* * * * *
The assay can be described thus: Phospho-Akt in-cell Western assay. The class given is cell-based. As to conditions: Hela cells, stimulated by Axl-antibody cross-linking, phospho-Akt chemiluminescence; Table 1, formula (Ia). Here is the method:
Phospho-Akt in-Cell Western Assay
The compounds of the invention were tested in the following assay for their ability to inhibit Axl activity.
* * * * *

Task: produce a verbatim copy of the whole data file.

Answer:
The assay can be described thus: Phospho-Akt in-cell Western assay. The class given is cell-based. As to conditions: Hela cells, stimulated by Axl-antibody cross-linking, phospho-Akt chemiluminescence; Table 1, formula (Ia). Here is the method:
Phospho-Akt in-Cell Western Assay
The compounds of the invention were tested in the following assay for their ability to inhibit Axl activity.